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Post Info TOPIC: Anybody read Retromania by Simon Reynolds?


Loudmouth

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Anybody read Retromania by Simon Reynolds?
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Anyone looking for a really good music read this Christmas could do no worse than getting hold of a copy of Retromania, by music journalist Simon Reynolds. It's certainly the best book about the current malaise in the music industry I've read.

One really interesting chapter covers the naughties, when music stopped going forward, and started just sounding retro. All those Strokes, Franz Ferdinands, libertines, always just sounding like the were threading water, and not really defining a modern sound.Amy Winehouse was just so retro in the naughties.

Some brilliant chapters about the decline of cd sales, and how too much choice and easy of access to music is maybe not such a good thing. Amazing insights about the way the Internet has made us all creatures of very short attention spans, always chopping and changing and never sticking or settling with anything, but being caught up in a digital never never land.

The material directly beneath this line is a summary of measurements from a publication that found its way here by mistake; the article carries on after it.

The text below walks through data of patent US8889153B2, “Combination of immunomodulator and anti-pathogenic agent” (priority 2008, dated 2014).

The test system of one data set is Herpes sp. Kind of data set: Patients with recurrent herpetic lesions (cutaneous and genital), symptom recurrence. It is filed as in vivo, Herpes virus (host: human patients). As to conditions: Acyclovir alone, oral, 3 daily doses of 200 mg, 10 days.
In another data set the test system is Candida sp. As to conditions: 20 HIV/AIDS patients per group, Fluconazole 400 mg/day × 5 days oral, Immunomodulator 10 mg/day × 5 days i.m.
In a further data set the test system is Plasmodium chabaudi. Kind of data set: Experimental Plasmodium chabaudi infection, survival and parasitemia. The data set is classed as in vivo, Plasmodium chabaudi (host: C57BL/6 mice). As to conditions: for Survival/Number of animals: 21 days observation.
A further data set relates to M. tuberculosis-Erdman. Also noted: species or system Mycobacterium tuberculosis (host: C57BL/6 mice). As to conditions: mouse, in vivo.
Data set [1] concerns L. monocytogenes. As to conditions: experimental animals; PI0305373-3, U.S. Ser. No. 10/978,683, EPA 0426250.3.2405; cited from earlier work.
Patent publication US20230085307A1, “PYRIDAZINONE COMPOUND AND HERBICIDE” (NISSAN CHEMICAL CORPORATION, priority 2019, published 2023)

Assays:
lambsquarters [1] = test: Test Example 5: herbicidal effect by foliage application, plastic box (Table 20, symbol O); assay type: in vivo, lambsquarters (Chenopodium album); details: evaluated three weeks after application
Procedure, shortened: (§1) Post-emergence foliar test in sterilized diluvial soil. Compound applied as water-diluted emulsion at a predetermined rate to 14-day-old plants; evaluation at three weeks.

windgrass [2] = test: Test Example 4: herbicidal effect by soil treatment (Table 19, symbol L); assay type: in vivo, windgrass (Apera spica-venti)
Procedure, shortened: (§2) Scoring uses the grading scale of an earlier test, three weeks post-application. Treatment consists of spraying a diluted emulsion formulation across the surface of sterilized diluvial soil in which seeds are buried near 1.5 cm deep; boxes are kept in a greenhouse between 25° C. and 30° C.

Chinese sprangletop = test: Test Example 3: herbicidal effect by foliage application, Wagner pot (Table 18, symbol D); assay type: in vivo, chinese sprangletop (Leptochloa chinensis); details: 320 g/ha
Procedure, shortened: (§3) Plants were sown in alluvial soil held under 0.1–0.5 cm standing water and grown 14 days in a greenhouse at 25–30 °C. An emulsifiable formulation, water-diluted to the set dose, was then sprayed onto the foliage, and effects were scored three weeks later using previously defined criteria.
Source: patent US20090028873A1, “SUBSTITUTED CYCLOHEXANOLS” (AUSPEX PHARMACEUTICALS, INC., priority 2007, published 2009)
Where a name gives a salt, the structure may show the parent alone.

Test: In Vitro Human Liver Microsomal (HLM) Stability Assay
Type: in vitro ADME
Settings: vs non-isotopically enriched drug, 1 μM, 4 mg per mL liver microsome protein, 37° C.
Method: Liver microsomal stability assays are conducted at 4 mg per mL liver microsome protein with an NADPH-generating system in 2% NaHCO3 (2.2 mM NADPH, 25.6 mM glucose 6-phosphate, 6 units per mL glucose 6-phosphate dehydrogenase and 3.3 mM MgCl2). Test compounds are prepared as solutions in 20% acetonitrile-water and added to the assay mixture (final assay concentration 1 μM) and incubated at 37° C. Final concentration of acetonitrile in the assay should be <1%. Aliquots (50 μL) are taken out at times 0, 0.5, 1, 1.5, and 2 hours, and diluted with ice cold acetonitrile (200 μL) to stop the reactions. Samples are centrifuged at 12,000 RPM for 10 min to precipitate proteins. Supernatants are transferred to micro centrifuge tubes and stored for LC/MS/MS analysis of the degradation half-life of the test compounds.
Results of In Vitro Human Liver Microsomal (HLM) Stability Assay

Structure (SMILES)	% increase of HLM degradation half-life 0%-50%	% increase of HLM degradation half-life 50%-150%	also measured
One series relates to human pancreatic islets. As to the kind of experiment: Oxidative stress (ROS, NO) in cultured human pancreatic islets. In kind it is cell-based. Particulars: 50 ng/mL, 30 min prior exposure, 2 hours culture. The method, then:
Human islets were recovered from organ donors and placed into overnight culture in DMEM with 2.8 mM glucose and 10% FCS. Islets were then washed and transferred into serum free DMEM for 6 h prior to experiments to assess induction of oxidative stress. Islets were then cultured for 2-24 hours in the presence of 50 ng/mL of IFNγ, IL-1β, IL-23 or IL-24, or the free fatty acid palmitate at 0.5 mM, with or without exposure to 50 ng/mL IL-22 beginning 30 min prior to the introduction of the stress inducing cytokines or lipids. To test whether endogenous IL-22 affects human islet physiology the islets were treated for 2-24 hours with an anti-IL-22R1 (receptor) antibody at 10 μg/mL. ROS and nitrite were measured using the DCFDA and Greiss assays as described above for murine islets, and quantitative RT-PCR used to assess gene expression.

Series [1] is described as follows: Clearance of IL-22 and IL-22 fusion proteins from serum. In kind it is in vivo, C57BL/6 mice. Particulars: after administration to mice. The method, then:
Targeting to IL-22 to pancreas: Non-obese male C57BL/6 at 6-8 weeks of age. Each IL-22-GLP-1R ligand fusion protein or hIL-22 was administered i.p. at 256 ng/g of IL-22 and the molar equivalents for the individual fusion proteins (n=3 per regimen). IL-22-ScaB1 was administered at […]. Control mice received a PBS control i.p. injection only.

Anyone 'worried' about the way technology has impacted on the traditional way of 'consuming' music would really appreciate this book. Reynolds poses lots of really interesting questions about the influence of punk, the birth of the musical curator, how old music and band reformations make more money than any new acts, and about something which I had not thought about too much, how there is almost no distinguishable sound of now.

I'm not really doing the book justice with my review, but Reynolds as a music fan of a certain age, no Luddite, articulates so well what many of us feel- and the book covers many interesting by ways on the interface between technology, music consumption and plain old articulating the inarticulate about how the musical  past has had such a strong influence on the present.



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In the Long Grass

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Saw this over summer (sure it was in an HMV) and was vaguely tempted then. Sounds like one for the Christmas list so thanks for the glowing review.

Perversely I think there is a sound of now, but not one I can easily describe. Buy Now 83 when it comes out in a fortnight and listen back to back, and I'm sure the commonality will surface on a good 50% of tracks. 

ps. Would have replied earlier but only got to third paragraph and got distracted biggrin



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